In English, many things are named after a particular country – but have you ever wondered what those things are called in those countries?
1mariquita masculino coloquial
- Dr Tiplady, the local physician, once found me running home in tears, and told the the boys who were chasing me that I was just a big sissy.
- If we're not macho thugs, we're ineffectual sissies.
- Tom thought singing was for sissies and kept his distance, but was gradually eased in.
- Weapons are for sissies who can't fight with bare hands.
- I screamed like a sissy when I was trapped with all those spiders.
- The only items on the menu would be chicken-fried steak and beer, and anyone who tried to order vegetables would be laughed at and called a sissy.
- Don't be a sissy, go with him, his inner voice rebuked.
- Balsamic vinegar isn't just for sissies and wimps.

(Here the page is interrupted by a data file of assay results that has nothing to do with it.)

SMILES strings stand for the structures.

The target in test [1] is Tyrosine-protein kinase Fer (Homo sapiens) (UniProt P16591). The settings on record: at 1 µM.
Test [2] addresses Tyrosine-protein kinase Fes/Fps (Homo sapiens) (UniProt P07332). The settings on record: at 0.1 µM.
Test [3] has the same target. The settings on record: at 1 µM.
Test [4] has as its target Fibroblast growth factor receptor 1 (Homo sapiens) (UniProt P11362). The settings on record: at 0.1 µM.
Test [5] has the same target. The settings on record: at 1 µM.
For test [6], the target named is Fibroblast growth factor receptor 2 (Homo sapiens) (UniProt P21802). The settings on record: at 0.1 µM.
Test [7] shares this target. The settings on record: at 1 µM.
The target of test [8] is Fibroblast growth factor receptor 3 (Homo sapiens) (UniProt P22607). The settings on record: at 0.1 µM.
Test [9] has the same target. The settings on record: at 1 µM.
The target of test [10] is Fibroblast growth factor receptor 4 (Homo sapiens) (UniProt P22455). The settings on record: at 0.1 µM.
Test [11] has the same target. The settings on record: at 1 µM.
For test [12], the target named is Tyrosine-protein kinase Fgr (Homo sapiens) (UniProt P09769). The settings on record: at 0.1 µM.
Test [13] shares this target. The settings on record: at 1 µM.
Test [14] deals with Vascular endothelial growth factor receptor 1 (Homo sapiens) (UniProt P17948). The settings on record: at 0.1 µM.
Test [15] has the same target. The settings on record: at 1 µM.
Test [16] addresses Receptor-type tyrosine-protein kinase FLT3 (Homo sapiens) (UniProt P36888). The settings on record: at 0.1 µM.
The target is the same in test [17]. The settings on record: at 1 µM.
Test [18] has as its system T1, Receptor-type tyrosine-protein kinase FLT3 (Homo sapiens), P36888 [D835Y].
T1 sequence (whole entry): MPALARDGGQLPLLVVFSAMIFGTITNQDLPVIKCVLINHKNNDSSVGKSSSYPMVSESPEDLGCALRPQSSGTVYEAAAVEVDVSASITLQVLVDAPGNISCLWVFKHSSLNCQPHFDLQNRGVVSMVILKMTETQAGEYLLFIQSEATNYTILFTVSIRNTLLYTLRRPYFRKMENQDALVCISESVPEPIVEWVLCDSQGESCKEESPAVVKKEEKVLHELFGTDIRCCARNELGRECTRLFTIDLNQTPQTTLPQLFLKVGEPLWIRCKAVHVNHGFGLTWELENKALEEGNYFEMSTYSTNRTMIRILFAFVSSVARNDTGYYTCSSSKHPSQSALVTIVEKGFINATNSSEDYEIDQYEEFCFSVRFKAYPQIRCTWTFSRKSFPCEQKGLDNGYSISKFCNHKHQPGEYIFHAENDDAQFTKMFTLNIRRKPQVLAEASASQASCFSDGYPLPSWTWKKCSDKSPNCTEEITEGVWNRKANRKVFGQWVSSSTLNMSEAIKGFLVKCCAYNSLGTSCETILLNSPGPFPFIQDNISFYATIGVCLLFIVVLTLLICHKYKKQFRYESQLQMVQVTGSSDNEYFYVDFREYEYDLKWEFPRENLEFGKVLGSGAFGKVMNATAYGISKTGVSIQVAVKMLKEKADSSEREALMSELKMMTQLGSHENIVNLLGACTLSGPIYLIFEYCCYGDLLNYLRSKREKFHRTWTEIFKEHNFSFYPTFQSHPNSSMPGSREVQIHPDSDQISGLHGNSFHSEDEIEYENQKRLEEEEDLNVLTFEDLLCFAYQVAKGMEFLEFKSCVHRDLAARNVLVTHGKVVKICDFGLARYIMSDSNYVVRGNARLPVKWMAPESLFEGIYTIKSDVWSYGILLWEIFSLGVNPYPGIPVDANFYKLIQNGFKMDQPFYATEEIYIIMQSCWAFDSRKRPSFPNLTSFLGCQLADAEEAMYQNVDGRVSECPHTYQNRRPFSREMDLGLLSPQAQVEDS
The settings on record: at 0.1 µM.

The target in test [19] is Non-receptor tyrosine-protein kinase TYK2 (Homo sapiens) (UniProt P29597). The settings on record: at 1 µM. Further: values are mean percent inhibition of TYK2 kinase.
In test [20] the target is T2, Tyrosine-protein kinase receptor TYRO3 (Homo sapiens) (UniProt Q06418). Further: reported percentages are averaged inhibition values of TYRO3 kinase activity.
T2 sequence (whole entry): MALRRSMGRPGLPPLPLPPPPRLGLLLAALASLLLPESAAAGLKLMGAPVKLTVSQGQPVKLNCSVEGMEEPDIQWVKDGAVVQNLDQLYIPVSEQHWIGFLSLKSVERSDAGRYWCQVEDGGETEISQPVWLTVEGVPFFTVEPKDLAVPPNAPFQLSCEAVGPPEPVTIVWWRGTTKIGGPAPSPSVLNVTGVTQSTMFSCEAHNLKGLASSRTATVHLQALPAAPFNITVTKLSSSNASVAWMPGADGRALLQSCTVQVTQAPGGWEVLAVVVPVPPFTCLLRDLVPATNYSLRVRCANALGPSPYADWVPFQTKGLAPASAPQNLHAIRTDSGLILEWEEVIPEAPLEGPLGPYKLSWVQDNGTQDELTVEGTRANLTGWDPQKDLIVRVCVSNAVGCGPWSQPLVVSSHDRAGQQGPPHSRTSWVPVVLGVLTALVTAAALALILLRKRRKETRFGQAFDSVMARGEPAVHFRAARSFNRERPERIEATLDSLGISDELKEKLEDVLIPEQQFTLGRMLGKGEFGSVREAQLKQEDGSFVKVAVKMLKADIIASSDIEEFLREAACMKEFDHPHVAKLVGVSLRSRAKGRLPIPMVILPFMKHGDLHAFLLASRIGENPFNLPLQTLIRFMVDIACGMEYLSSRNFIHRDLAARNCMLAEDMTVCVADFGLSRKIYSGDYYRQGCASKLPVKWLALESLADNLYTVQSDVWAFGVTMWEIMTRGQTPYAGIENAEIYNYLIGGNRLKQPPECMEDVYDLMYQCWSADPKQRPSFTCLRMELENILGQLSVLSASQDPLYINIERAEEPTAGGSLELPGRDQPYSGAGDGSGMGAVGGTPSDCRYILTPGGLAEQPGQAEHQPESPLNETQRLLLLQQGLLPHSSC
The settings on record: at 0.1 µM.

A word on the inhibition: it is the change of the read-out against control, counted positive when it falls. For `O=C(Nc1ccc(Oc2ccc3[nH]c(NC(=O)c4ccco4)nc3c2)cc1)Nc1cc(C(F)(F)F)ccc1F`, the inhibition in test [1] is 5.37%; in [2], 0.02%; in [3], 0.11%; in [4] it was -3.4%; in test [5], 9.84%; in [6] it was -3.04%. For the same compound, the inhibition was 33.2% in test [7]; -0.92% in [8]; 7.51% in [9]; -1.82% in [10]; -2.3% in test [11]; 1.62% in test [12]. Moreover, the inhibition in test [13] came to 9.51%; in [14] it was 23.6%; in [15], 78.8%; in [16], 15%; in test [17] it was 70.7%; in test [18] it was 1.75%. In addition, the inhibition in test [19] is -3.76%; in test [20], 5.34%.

- No room for cissies in the Association, said they.
- Luke grinned, and started singing, ‘Gerald is a sissy.’
- If you're looking for a place to drink ale and not sissy drinks, come here.
- They go out dancing and drive around on sissy motorbikes and see who can grow their hair the longest.
- It seems un-British, somehow, and we don't have cissy things like that.
- He deemed it necessary to make statements that conveyed the basic message that saving bunnies was wimpy, sissy stuff.
- Well, I love to hear the throaty growl of the diesel engines as they warn vans and sissy pick-ups to get out of the way.
- Most kids are brought up to regard cricket as a sissy game, most kids never even get to play.
English has borrowed many of the following foreign expressions of parting, so you’ve probably encountered some of these ways to say goodbye in other languages.
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As their breed names often attest, dogs are a truly international bunch. Let’s take a look at 12 different dog breed names and their backstories.